Mark Simmons (firstname.lastname@example.org)
Tue, 11 Jul 2000 11:19:00 -0700
> There's also the matter that Gundarium is, as you note, a mundane material,
> specifically an alloy of the titanium that makes up a good percentage of lunar
Remember, the "Luna" in Luna Ttanium stands for Luna Two, where the
material was developed. The alloy also known as Gundarium is the product of
Federation mad science, not something they just found lying around on the
moon's surface. As such, it's not all that far removed from Wing's
>, while Gundanium is one of those SF "unobtainium" fantasy materials
> that can do just about anything you say it can. The one official treatise on
> the subject, a booklet that shipped with one of the OST CDs, hinted at organic
> self-repair properties.
Eh, we've been over this. The reference to "Genetic" in the soundtrack's
acronym is meaningless - the detailed essay that accompanies it, which was
reprinted in the Data Collection book, makes no reference to organic or
self-repairing properties. I just looked over this again recently, and the
essay basically discusses the production process, structure, and properties
of Gundanium. While the manufacture involves molecular-level precision
assembly and tempering by the solar winds, there's nothing organic about the
> Gundam is scientific, albeit with lapses into the fantastic, while Gundam Wing
> is magical. Gundam's "lost princess" does her bit and then drops out of sight
> to become a doctor, while Wing's princess comes into her own as Empress of the
> Known Universe. Quite a difference!
...whereas F91's lost princess takes charge of her feudalistic nation and
then ends up as a pirate captain, complete with squawking parrot. :-)
> Almost, but not quite. 08th MS Team springs a bunch of Newtype orphans on us
> in the finale. They do not, however, have any impact on the outcome or change
> anyone's views or ideas.
Not to mention that the production staff (and even cast) was different
from that of the main story... the epilogue installment is positioned almost
as a side story for 08th MS Team.
> More to the point, all of the colonies seen in UC Gundam are based on
> real-world designs and concepts: the Bernal sphere, the Grey "Vivarium"
> cylinder, and the O'Neill cylinder. While a case can be made for the
> Stanford torus being related to the wheel-shaped colonies seen in Wing,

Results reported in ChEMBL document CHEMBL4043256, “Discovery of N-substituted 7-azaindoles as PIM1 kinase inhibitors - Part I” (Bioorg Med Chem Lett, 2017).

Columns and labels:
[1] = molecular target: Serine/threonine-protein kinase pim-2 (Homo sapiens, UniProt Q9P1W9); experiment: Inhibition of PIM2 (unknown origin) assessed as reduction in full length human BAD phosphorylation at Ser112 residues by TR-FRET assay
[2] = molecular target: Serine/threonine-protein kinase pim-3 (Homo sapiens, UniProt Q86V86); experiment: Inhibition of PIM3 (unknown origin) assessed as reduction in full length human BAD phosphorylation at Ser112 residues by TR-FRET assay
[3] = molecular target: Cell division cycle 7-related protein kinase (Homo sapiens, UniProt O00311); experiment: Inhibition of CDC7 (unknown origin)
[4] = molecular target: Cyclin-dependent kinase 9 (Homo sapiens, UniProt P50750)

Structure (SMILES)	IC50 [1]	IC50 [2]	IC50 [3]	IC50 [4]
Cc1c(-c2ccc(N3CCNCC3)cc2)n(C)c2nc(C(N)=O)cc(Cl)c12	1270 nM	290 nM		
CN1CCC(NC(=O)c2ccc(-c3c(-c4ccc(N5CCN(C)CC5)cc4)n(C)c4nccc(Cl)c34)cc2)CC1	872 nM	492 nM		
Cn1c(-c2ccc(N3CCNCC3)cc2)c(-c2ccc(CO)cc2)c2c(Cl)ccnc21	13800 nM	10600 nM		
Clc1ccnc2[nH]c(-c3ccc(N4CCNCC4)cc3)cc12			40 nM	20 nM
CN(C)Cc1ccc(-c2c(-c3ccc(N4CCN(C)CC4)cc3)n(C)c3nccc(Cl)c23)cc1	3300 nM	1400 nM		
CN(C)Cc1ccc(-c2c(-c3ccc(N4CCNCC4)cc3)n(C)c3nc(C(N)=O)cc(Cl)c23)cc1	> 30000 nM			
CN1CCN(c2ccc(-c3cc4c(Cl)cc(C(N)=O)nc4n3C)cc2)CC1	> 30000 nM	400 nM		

> there doesn't appear to be much else in common. What's with that boom
> thingy that they use for docking? There are Wing colonies with TWO
> wheels, like giant skates, and other designs that make no sense at all.
I think you're being rather unfair here. Wing's colonies are indeed based
on the Stanford Torus, and they've been described in reference books as
being smaller-scale "Island Two" models. The "upper level" for low-gravity
manufacturing is actually quite ingenious, and they don't have the glaring
physical impossibility of the O'Neill cylinder (e.g. the immense centrifugal
force on the mirrors). They may not be a complete ripoff of '70s NASA
concept art, but they strike me as being a good deal more practical than
their UC cousins.
> Generally, however, the less said about the "scientific" underpinnings of
> Wing, the better. Again, UC Gundam is SF, Gundam Wing is fantasy with SF
Again, I think this is an unjustified distinction. Original Gundam was
pretty whacked-out too, but unlike Wing it attracted a hard-core cadre of
technically-oriented fans who extrapolated some mumbo-jumbo throwaway
technobabble into a plausible scientific foundation after the series was off
the air. Subsequent UC shows were then able to coast on the volunteer
efforts of the Rapport, Roman Album, and Gunsight staffs. (A similar process
happened with Star Trek.)
For whatever reason, Wing never inspired a similar effort of fannish
extrapolation. (Perhaps in part because, after Gundam, anime creators have
typically taken it upon themselves to establish their own technical
foundation.) That doesn't mean it can't be done, or that Wing is any more
intrinsically illogical than original Gundam.
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